- Via Regia zum Unbewussten. Freud und die Traumforschung im 19. Jahrhundert [The Royal Road to the Unconscious: Freud and Nineteenth-Century Dream Research], and: Dreaming by the Book: Freud's "The Interpretation of Dreams" and the History of the Psychoanalytic Movement (review)
- American Imago
- Johns Hopkins University Press
- Volume 61, Number 3, Fall 2004
- pp. 397-403
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American Imago 61.3 (2004) 397-403
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The one-hundredth anniversary of the publication of The Interpretation of Dreams in November 1899 prompted a number of important works: a facsimile of the first German edition with essays by Ilse Grubrich-Simitis, Mark Solms, and Jean Starobinski; a translation of the first edition by Joyce Crick; and a collection of essays edited by Marinelli and Mayer that includes the earlier version of their book under review.1 Along with Goldmann's The Royal Road to the Unconscious: Freud and Dream Research in the Nineteenth Century, these works mark a tremendous advance in the historical study of Freud's dream theory, its antecedents in German-language research of the nineteenth century, and its foundation of, interaction with, and reception by the early psychoanalytic movement.
Since Freud reworked The Interpretation of Dreams more than any of his other works—six of the eight editions that appeared in his lifetime have substantial revisions—reading the first can shock those familiar only with the Standard Edition. Ever since the Gesammelte Schriften (1925) reprinted the first edition in one volume and the additions from the subsequent editions in another, everyone has known that the book underwent extensive revision. Marinelli and Mayer's account of these revisions reveals in greater detail than ever before the extent to which Freud's book became a collective project. They trace the relationship between the development of psychoanalytic dream theory and the emergence and institutionalization of the psychoanalytic movement. [End Page 397]
Marinelli and Mayer steer a sure course between Freud-centered and alternative histories of psychoanalysis. They reveal the roles played by patients, opponents, colleagues, and followers in the development of psychoanalytic dream theory. They show how the development of this theory solidified and then tore apart the early psychoanalytic movement. In substantial appendices they publish for the first time the fascinating "Interpretation of Dreams" by Freud's brother Alexander and valuable letters by Eugen Bleuler, Alphonse Maeder, and Freud himself. They also usefully reprint the two essays by Otto Rank that appeared in the fourth through the seventh editions of The Interpretation of Dreams, "Dreams and Poetry" and "Dreams and Myth."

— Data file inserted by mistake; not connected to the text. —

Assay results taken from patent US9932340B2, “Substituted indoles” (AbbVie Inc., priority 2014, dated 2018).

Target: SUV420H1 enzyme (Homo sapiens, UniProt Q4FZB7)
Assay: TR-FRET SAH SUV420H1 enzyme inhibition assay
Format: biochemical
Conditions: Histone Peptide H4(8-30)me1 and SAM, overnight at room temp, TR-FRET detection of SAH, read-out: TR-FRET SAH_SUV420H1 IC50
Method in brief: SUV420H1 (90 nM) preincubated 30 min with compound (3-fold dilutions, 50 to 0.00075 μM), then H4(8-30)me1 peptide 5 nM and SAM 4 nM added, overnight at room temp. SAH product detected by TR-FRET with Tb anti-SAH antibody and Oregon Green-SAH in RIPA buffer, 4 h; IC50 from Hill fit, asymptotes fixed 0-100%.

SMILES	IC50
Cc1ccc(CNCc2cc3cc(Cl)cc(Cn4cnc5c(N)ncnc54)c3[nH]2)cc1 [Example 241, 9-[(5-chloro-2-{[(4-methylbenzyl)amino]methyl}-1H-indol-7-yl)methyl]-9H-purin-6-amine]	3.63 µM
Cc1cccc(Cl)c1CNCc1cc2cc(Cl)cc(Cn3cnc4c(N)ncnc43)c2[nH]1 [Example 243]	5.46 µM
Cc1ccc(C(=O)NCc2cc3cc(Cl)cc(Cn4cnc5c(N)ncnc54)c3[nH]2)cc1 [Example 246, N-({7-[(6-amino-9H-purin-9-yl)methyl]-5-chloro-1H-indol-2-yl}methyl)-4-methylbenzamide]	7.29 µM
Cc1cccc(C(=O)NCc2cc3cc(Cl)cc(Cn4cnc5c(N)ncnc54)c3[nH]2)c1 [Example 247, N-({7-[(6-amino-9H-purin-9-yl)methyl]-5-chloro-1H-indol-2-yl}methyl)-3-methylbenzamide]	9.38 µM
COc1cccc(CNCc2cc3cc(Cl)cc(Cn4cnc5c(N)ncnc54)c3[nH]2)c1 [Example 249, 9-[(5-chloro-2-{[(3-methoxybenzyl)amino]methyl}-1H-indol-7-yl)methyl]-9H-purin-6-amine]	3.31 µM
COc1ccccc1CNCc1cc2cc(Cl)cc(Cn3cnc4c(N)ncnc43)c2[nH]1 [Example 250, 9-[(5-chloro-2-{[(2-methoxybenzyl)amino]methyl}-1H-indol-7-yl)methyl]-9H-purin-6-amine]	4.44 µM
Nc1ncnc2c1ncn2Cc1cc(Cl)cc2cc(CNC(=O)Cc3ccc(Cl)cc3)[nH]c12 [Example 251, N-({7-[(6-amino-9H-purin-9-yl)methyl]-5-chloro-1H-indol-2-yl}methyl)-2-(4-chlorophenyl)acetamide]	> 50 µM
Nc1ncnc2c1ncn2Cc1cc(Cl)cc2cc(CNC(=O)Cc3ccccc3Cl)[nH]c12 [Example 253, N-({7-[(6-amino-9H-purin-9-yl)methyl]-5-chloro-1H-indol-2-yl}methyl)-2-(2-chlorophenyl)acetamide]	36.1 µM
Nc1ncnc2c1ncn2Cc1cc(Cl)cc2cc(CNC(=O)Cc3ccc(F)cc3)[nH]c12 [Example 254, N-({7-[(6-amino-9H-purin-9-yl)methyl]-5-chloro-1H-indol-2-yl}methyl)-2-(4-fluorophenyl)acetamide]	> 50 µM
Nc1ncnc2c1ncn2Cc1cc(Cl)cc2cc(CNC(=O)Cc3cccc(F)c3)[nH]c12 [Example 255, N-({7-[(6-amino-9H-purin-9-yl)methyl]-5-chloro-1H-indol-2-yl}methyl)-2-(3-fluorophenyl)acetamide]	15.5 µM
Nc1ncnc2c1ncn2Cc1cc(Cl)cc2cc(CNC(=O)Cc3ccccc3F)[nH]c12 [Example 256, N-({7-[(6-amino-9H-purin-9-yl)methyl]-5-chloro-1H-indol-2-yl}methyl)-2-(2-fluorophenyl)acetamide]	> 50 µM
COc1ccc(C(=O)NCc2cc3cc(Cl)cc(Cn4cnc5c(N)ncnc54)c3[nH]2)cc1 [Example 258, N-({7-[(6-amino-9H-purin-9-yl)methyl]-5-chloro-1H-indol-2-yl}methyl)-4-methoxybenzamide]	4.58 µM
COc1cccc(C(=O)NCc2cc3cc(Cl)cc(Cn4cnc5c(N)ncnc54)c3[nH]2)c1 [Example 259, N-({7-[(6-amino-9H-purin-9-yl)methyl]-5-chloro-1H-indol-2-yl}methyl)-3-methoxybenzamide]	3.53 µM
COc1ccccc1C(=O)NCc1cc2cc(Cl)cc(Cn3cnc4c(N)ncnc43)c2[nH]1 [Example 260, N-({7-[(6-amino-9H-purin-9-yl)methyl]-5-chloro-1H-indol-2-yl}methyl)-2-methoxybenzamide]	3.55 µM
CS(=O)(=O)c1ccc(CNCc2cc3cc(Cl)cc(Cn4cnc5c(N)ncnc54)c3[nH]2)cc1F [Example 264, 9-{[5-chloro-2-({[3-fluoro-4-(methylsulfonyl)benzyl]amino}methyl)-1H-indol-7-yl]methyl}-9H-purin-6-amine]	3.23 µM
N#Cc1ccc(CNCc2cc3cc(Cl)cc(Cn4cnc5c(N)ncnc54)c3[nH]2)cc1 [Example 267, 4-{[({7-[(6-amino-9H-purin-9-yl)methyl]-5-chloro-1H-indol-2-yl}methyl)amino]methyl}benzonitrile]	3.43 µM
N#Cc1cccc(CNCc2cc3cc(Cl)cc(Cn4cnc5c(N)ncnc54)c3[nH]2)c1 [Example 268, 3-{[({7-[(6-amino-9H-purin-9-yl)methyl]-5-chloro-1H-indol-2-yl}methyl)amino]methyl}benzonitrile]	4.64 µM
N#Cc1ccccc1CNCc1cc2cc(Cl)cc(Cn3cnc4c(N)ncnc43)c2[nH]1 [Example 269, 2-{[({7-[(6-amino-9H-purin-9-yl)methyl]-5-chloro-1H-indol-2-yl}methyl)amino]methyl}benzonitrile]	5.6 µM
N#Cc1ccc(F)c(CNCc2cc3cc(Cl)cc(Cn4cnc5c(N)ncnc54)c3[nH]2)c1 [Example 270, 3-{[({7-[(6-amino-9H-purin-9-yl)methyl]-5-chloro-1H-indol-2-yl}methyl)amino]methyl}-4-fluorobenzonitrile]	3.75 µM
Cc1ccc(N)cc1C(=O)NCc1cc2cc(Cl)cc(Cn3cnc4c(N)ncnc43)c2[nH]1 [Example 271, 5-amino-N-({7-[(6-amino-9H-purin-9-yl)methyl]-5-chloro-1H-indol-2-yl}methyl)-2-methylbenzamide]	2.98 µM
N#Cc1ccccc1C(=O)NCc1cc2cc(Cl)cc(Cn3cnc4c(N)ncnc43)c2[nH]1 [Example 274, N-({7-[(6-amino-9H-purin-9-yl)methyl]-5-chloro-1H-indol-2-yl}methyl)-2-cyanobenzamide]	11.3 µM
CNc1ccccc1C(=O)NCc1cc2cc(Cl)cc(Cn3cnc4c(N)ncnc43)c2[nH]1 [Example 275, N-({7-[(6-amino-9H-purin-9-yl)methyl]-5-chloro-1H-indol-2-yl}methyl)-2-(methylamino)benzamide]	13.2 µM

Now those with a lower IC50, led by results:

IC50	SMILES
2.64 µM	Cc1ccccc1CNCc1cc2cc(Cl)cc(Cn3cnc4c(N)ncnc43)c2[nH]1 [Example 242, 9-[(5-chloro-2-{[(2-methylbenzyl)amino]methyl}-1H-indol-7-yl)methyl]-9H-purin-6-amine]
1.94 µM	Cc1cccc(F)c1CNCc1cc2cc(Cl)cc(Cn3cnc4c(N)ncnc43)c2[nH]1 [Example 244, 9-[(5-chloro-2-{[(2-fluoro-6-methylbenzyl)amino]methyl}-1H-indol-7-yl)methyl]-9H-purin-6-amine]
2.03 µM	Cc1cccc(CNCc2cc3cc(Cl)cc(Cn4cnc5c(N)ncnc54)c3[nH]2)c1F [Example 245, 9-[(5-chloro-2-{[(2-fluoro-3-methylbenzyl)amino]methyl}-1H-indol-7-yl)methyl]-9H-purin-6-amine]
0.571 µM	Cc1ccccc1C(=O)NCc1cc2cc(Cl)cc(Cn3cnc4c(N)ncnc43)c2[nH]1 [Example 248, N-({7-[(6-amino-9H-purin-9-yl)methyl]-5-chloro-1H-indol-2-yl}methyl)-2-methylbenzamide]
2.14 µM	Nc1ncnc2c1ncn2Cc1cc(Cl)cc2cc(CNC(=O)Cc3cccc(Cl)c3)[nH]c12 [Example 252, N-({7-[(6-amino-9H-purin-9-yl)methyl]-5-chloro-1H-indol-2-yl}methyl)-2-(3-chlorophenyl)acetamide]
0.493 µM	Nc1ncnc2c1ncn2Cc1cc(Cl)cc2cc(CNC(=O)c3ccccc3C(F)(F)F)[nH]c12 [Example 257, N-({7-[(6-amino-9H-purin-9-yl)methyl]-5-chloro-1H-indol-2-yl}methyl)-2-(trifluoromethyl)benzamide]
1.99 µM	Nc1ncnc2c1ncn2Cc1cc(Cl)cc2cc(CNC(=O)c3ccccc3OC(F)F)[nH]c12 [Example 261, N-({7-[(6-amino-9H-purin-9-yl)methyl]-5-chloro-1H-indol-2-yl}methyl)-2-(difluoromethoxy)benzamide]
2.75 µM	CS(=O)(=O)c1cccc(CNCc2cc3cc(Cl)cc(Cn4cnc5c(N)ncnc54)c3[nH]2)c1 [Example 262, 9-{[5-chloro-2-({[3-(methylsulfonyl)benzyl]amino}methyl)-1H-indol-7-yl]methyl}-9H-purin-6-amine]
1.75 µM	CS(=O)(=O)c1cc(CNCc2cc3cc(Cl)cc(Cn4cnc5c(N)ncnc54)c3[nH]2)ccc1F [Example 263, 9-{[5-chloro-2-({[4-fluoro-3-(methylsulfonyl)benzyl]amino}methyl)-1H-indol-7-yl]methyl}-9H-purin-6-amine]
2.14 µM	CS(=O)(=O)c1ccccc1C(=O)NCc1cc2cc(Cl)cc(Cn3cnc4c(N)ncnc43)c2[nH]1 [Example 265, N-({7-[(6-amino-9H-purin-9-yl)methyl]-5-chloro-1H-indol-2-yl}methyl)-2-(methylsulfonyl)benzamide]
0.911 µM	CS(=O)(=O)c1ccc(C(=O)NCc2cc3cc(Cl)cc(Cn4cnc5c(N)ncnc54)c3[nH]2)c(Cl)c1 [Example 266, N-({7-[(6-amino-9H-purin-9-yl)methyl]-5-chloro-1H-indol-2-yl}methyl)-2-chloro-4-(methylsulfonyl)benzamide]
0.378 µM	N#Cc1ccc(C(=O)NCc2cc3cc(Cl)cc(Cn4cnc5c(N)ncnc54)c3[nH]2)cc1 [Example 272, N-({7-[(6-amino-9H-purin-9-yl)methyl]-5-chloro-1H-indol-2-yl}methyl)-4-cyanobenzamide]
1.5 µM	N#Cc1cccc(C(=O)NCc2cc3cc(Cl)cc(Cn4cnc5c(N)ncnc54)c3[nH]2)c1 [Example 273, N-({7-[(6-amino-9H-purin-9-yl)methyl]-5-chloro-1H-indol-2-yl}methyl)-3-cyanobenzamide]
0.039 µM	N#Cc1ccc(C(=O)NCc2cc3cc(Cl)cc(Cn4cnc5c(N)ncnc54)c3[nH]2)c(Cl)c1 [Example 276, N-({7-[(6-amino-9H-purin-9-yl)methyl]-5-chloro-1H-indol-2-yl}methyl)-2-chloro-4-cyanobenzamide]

The authors identify three phases in the history of Freud's dream book and its reciprocal relations with its readers. In the first period, 1899-1909, the book served as the precursor of and substitute for a guide to psychoanalytic methodology and technique. The second period, 1909-18, began with the foundation of the International Psychoanalytic Association; analysts worked collectively to develop the book as a lexicon of symbols. In the final period, 1919-30, which the authors discuss only briefly, the book underwent fewer revisions and was declared an "historical document" by Freud, but new views were occasionally incorporated when the book was translated into foreign languages.
The discussion of the first period is the best and most original part of Marinelli and Mayer's work. They show the difficulty that early readers, particularly Heinrich Gomperz and Bleuler, had in applying to their own dreams the principles of dream interpretation that Freud laid down and demonstrated on his own. Instead of providing confirmation of Freud's formula—"The dream is the (disguised) fulfillment of a (suppressed or repressed) wish" (1900, 160)—these self-analytic efforts led the readers to contact Freud for help with their interpretations. Seven of Bleuler's letters to Freud document in intriguing personal detail his struggles to...